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Removing valves without a spring compressor

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  • Removing valves without a spring compressor

    Any secret tricks? Consensus on the internets seems to be if you don't have a compressor, socket and hammer and just whack it. I don't know how I would reinstall the valves though if I used that technique.

  • #2
    That's a quick and effective way of removing the valves. Make sure you support the head with a block of wood on each end of the head with some rag on each one to minimise any bruising on the face. Also make sure when the valve lifts from the seat, that it wont hit the wood or bench....... disasterous! You can bodge up a compressor out of a suitably sized G-clamp or lend one off me for the day and do it easy.
    PS: Don't whack it too hard if you go down the socket/hammer road. Easy to damage guides/retainers/stem seals......
    Last edited by GD Engineering (Gavin); 06-08-2009, 06:29 PM. Reason: Something to add


    • #3
      Got it sorted, using a block of wood and a nail to hold it at the right angle, and another person helping out. What's a good way of cleaning the valve heads/exhaust ports etc? I lightly brushed the valve with a hardish brass brush and don't think I wanna do it again. Soak the whole head block in some sort of chemical cleaner?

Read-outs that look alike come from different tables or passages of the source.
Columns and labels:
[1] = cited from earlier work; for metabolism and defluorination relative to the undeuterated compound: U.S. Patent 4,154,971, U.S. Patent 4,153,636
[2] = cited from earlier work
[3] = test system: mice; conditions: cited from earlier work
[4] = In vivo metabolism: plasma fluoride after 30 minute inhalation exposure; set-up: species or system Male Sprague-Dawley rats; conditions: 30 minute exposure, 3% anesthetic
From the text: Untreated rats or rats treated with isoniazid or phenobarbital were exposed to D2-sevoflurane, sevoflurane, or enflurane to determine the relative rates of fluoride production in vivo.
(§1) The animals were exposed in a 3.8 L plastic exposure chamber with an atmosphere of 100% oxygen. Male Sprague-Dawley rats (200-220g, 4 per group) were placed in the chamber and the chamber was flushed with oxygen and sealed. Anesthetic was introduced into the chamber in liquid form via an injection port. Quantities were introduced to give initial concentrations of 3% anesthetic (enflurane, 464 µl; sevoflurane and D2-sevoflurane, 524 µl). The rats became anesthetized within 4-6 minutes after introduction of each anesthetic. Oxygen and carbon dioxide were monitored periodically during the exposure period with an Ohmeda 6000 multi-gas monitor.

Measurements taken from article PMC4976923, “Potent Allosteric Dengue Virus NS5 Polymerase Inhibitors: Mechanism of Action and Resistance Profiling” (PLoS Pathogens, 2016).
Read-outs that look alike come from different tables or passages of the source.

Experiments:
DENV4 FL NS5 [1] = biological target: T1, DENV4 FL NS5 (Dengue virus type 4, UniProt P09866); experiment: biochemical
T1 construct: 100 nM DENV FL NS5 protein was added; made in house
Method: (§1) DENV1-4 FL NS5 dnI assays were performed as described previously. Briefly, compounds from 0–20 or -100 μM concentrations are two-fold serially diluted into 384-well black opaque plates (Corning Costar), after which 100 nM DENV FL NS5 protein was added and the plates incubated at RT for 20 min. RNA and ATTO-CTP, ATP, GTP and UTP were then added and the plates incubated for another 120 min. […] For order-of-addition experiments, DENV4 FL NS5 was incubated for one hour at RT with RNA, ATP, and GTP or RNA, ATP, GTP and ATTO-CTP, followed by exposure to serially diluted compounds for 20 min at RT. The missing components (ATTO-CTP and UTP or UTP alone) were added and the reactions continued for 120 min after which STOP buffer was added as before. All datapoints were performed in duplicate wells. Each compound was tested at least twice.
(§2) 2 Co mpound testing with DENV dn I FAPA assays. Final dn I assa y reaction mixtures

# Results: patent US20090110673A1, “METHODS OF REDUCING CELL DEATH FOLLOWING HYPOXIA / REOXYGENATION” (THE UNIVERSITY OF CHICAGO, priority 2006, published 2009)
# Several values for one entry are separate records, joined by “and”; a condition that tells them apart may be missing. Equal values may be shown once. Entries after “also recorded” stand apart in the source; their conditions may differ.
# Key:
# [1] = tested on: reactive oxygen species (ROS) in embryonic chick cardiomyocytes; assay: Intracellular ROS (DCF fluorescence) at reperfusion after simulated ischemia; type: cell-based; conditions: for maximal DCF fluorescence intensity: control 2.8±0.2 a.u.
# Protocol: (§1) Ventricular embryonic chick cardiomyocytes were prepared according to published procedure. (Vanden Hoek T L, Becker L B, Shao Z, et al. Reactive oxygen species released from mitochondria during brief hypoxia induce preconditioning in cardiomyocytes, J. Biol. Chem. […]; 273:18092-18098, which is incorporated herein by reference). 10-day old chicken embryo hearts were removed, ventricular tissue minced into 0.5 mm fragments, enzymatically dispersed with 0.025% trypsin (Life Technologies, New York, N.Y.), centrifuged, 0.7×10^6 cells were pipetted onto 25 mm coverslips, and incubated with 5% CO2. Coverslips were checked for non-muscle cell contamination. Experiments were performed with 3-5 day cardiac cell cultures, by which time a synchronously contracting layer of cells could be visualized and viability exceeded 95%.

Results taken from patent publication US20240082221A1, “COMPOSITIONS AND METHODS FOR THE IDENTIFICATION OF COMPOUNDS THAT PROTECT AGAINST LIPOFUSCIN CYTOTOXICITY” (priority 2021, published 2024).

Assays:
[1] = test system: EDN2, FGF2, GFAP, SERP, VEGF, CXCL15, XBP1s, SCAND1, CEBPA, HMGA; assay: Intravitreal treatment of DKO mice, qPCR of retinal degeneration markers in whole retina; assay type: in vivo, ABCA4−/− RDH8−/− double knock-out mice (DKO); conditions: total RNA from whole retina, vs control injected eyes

• #4
        i Have a 1/2 drive about 19mm socket with with a wide slot cut in, it its pretty easy to compress the spring and get the collet out.


        • #5
          I use a rotary wire brush mounted on an 8" grinder to clean the valve faces/tulips but you have to be careful doing this with coated or uncoated titanium valves as they can be de-brided easily, your valves are steel so don't be scared...... De-carb chambers with a mild ( less than .5mm ) gauge rotary wire brush but again, be careful not to "tear" the surface from vigourous brushing, especially in close proximity to gasket surfaces. Ports can be done with pencil-style wire brush mounted in a Dremel or small drill if you're really desperate. Again vigourous use will tear the casting in susceptible areas. If you don't have a brush, you can use a fine-choked double-cut burr ( flame or egg shaped ) and "flap" the port out afterward with a suitable grade of sandpaper, don't use a drill to do this ...... it'll make a mess of the port. Check your valves closely for pitting on the face and that the seating area is not recessed into the 45 degree face, if yes to either of these I strongly recommend facing them...... in which case the seats need to be cut. Don't waste your time lapping if they are like this, it will only serve to shorten the service life of the valve.Make sure the valve tips are dressed square too so the followers don't cause excessive rocking and elongation of the guide.


          • #6
            I used a power drill mounted in a vice to spin the valves.
            Then used a small flat blade screwdriver to get the carbon off and some fine wet and dry to get them nicely polished.
            This is with steel valves. Worked a treat, and didnt take too long.

            For removing the valves, I found a spark plug socket with a magnet in it works well.
            Less likely to lose the keepers.
            Respect is earned, not enforced.